With the world set to celebrate International Mother Language Day tomorrow, 21 February, FDLP chair Raquel Guasch cast the initiative “part of the crucial task of safeguarding the present and future of our language”. The island’s plenary body asserted certain expressions were unique to the brand of Catalan spoken on Formentera, and decried actions in legislative, government, practical and social strata to undermine people’s right to use Catalan in places where it is co-official.

Recipients include Murcia and Aragon governments
Councillor Guasch pointed out the Consell had also sent the declaration to the regions of Murcia and Aragon: “The former doesn’t recognise Catalan speakers in Carxe, and the latter recognises Catalan as a local language but has fallen short of granting it ‘official’ status”.

Formentera’s municipal leaders pressed the central government to “heed linguistic studies recognising the plain-to-see unitarity of the Catalan language” and to set right “those agencies and offices which cast doubt on this fact and encourage splintering of the language”.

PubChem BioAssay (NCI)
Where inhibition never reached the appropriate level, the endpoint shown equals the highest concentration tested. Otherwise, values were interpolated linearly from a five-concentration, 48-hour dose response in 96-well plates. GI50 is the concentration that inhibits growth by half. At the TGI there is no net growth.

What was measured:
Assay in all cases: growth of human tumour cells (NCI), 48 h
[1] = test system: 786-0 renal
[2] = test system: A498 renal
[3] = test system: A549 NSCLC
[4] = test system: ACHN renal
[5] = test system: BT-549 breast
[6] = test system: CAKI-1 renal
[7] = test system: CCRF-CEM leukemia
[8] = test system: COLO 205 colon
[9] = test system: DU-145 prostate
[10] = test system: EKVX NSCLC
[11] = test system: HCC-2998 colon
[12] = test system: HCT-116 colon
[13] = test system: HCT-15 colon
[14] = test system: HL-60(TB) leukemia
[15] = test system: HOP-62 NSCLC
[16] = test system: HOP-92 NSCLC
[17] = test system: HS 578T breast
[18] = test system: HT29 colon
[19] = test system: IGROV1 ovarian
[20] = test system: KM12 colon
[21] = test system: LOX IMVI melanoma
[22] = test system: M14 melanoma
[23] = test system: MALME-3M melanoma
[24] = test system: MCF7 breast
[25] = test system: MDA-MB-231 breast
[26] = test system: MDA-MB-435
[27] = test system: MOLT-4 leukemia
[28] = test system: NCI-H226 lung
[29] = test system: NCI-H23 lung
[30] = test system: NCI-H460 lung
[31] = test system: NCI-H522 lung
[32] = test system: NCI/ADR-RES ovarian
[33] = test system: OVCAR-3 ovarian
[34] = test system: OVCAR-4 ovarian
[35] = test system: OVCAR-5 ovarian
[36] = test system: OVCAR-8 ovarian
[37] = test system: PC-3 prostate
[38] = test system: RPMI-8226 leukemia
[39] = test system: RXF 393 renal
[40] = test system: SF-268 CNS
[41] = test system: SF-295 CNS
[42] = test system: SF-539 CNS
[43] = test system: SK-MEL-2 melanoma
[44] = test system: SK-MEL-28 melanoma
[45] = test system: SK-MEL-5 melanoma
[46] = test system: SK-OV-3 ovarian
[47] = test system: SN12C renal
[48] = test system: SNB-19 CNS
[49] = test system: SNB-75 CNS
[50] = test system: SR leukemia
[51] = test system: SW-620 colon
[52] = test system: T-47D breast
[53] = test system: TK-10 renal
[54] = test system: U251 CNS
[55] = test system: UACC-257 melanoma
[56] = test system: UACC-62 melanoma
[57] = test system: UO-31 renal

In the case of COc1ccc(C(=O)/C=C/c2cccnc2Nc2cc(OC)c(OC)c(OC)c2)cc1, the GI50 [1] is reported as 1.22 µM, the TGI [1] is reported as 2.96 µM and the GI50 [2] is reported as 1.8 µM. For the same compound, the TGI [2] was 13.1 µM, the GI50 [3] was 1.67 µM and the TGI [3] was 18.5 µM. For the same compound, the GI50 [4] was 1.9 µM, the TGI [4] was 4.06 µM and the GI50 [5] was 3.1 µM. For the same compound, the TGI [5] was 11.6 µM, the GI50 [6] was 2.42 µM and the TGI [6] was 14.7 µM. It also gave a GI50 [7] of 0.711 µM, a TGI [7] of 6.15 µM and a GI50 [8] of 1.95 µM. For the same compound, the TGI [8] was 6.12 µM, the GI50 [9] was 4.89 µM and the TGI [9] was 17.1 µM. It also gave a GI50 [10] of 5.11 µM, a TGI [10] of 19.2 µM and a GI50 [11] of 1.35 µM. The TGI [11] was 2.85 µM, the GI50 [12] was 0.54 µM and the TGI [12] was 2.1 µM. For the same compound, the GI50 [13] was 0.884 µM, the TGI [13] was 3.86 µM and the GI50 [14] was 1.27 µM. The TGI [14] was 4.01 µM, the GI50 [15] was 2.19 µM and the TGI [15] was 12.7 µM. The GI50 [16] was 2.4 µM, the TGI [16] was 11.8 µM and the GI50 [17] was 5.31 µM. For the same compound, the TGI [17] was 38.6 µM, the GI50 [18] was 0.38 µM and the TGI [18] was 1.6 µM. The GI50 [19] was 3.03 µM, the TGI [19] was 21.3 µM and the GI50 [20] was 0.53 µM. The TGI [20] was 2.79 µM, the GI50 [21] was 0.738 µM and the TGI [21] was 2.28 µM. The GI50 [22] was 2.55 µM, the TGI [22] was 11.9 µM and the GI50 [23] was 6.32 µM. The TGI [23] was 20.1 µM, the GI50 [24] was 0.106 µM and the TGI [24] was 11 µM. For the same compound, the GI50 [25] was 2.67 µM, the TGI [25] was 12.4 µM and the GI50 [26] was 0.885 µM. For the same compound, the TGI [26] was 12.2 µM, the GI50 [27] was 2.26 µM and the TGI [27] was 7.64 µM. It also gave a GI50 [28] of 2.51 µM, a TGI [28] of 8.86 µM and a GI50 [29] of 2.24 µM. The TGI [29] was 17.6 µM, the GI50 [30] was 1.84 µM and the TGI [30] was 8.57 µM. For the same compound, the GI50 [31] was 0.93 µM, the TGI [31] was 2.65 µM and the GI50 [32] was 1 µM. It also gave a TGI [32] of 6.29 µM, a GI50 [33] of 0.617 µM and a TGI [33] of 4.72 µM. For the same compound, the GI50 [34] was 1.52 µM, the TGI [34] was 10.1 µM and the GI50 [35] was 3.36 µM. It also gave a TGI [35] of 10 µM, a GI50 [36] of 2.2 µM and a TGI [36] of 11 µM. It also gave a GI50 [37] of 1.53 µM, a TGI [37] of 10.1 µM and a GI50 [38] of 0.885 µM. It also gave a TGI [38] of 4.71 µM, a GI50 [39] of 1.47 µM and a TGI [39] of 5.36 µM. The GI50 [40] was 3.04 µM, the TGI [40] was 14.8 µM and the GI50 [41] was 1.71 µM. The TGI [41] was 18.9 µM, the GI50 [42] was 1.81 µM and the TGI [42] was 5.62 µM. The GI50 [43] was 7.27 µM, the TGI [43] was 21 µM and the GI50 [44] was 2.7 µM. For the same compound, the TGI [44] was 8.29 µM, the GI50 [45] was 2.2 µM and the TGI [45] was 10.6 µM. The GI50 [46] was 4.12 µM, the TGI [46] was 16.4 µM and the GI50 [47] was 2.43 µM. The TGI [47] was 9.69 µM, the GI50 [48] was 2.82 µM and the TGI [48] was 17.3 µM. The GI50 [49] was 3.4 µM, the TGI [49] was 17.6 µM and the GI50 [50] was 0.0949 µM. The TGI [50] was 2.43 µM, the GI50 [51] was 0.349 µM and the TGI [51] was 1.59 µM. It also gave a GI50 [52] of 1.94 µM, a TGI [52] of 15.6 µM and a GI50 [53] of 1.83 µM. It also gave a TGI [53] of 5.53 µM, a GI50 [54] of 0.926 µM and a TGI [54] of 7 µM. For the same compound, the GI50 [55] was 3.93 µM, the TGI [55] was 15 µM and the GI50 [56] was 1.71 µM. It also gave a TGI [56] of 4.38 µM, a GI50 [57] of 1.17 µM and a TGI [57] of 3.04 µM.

As for the Catalan language’s years-long process of ‘normalisation’, Councillor Guasch described it as an “aspirational process” — working toward a situation where Spain’s various languages can be used with absolute normalcy in regions where they are officially recognised. Catalan isn’t there yet, Guasch insisted, and there are obstacles along the way: the councillor remarked that even today “people are forced to remind official institutions of the language they speak, where their language is spoken and that they have a right to speak it.” She added, “It’s past time Spain changed its approach to ‘multilingualism’ and truly recognised linguistic diversity”.

20 February 2021
Communications Department
Consell de Formentera